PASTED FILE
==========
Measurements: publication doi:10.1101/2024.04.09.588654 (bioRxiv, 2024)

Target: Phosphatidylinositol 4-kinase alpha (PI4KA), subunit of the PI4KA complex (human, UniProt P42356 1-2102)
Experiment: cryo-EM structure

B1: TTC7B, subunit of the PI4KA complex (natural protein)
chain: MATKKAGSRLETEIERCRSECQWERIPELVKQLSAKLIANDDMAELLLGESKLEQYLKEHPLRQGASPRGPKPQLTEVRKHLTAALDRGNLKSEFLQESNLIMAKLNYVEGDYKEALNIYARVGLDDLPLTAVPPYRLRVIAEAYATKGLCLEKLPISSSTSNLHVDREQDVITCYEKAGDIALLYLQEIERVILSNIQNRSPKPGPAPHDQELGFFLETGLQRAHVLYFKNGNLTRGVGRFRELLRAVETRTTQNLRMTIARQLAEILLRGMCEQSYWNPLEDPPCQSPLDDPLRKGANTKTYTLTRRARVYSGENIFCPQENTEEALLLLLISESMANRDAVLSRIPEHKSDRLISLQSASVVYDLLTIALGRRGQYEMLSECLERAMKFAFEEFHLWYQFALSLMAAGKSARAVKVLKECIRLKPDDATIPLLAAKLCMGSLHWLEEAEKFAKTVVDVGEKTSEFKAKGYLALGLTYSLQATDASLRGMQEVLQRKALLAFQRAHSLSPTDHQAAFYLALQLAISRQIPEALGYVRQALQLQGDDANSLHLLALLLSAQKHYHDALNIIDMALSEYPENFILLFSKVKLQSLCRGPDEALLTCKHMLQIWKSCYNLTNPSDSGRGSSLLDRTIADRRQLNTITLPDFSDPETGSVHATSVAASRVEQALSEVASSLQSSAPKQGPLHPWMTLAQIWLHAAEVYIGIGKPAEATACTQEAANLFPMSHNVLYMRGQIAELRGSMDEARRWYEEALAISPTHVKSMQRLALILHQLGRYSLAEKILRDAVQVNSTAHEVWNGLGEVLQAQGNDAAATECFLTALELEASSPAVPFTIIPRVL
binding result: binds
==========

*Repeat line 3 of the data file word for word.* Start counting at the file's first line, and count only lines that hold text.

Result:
Experiment: cryo-EM structure